The straws will disappear gradually, starting with a policy switch next month. Beginning in November, the casual dining chain will offer plastic straws to customers only upon request. Then in 2020, Red Lobster will replace the plastic straws entirely with “an eco-friendly alternative,” which has not yet been specified.
Through this change, the company expects to eliminate nearly 150 million plastic straws per year from over 700 restaurants.
“This is a meaningful step in our long-standing commitment to protect and preserve the world’s oceans and marine life,” Kim Lopdrup, the CEO of Red Lobster, said in a press release.
“We hope our work helps raise awareness around the issue of plastic straws and encourages other businesses to make similar changes.”
Red Lobster is currently testing options for its new alternative straw. While the brand has not indicated which materials are on the table, it says it will consult disability advocates “to help inform the selection of a new product.”
Although the movement against plastic straws — and single-use plastics as a whole — aims to promote healthy oceans, many have criticized complete bans for excluding customers with disabilities. Many straw alternatives, including metal and paper, are either too inflexible or too flimsy to adequately replace plastic straws, which people with certain neuromuscular or mobility disabilities rely on to drink.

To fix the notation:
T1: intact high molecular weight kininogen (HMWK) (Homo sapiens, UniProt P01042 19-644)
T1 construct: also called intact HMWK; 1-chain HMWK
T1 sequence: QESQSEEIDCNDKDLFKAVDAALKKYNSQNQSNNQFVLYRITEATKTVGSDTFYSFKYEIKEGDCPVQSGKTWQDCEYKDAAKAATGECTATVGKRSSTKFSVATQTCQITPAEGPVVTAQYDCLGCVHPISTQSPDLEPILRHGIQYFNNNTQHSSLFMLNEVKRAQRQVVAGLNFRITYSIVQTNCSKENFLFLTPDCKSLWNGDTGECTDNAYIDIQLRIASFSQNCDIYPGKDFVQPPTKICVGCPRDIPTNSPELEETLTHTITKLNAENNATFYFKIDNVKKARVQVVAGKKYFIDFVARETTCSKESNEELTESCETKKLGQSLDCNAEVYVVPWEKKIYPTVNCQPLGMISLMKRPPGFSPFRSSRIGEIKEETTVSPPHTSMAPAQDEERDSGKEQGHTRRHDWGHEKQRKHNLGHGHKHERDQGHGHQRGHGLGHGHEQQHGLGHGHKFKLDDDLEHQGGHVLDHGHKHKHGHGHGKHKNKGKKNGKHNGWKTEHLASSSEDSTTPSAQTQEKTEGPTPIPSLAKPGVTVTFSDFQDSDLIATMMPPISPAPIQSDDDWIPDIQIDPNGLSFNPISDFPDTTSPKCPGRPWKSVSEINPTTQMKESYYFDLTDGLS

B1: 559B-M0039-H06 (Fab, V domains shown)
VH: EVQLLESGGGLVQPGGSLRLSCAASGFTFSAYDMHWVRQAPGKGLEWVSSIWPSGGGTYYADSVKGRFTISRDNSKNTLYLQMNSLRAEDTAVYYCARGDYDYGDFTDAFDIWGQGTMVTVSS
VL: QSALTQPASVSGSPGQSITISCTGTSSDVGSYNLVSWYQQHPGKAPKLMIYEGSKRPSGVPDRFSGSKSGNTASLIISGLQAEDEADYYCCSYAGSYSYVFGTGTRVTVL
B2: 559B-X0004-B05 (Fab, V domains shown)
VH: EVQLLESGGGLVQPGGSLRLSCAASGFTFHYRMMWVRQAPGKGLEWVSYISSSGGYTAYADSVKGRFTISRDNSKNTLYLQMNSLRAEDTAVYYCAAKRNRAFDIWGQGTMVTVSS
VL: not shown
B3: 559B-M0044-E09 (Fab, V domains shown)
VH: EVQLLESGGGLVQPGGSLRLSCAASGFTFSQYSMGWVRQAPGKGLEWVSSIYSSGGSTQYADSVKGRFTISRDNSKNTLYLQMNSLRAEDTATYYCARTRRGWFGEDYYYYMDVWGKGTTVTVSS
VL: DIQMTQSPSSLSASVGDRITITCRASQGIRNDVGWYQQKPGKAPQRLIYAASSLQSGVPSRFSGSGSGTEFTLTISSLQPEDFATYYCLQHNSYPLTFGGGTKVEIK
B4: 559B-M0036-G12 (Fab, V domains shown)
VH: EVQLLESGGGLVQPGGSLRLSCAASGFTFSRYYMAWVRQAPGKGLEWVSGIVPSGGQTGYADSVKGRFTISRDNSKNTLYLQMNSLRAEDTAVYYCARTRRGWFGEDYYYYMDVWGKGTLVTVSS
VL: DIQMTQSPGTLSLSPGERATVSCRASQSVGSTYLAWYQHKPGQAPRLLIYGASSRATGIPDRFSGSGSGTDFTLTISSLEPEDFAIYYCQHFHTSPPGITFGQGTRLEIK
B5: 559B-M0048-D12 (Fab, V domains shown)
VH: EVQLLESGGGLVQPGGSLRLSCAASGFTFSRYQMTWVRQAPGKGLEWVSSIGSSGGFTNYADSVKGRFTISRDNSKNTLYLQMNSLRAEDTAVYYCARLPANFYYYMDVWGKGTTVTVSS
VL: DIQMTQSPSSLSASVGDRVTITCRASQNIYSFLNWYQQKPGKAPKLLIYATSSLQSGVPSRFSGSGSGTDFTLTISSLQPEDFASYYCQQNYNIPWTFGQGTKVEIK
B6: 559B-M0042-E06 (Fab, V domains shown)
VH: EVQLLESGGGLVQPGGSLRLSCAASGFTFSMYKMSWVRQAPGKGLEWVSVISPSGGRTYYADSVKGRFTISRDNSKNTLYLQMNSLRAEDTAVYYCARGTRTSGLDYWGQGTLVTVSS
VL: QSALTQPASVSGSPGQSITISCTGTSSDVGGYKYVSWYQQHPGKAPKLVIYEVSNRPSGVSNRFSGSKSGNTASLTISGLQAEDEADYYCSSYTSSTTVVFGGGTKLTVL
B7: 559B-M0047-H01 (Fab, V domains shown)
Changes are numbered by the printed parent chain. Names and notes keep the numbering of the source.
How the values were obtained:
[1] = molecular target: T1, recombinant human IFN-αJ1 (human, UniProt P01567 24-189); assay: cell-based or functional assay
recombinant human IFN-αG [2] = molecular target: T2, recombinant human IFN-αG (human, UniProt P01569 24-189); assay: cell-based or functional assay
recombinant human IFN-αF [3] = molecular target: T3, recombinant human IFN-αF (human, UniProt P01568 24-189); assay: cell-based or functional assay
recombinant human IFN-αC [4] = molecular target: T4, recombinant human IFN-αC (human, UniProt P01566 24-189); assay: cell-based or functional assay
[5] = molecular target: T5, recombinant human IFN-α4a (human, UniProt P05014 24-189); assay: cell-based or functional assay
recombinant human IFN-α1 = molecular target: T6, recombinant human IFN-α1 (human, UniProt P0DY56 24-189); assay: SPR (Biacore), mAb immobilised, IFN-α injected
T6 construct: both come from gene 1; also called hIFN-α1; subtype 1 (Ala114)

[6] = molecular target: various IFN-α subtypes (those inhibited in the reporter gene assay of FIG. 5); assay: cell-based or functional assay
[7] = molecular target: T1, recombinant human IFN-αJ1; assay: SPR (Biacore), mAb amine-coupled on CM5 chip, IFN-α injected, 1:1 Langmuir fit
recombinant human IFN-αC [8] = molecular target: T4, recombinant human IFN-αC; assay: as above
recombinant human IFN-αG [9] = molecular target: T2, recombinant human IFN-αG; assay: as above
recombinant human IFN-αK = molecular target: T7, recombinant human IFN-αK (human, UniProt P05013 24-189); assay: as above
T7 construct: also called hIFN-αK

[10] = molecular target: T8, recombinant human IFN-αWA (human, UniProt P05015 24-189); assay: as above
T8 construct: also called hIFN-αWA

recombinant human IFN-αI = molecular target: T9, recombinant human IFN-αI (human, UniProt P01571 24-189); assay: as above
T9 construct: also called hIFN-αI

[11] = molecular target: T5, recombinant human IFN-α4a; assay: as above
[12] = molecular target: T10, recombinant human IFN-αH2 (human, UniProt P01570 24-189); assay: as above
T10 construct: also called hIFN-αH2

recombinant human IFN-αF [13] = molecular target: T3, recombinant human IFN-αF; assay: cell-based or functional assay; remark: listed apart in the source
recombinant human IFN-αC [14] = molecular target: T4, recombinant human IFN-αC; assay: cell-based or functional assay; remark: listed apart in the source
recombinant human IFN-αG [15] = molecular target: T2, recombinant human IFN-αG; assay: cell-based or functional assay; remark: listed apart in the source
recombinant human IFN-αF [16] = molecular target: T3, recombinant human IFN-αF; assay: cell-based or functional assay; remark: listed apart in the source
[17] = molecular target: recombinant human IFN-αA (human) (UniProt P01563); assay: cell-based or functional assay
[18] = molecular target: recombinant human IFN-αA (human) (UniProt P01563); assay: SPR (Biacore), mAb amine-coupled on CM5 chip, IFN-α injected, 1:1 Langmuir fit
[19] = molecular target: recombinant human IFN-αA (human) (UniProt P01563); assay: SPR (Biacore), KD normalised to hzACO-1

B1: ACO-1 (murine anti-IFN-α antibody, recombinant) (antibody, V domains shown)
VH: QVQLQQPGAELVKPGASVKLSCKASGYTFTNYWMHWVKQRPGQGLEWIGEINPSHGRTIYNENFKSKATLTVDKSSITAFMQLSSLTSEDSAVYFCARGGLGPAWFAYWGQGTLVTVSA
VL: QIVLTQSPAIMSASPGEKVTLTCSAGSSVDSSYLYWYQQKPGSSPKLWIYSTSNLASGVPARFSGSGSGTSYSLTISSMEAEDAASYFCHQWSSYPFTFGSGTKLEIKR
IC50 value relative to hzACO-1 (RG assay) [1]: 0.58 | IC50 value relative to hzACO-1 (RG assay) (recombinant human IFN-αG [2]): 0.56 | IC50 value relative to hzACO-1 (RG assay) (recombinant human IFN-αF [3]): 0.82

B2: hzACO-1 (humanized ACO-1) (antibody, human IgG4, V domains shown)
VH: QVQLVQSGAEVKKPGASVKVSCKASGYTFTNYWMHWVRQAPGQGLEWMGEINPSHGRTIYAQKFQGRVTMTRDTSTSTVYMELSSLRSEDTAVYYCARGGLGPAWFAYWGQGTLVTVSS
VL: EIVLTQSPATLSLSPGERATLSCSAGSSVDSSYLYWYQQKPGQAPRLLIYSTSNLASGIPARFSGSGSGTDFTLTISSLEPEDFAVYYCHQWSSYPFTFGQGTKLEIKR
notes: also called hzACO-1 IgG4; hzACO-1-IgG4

Venues like the House of Blues have enacted policies that address this need by making plastic straws available on request to customers who need them. While Red Lobster will operate on a request-only basis for just slightly over a year, it claims its eventual straw alternative will accommodate diners with disabilities.
“We have a diverse guest base, so it’s important that we identify a straw product that accounts for that and meets a broad variety of guest needs,” Lopdrup said in the release.
Plastic straw bans have already hit Seattle and Oakland, while many more are in the works in cities and at companies across the globe. The concept has gained rapid momentum in a relatively short time-frame, leading environmentalists to wonder if plastic bags or balloons could be next.
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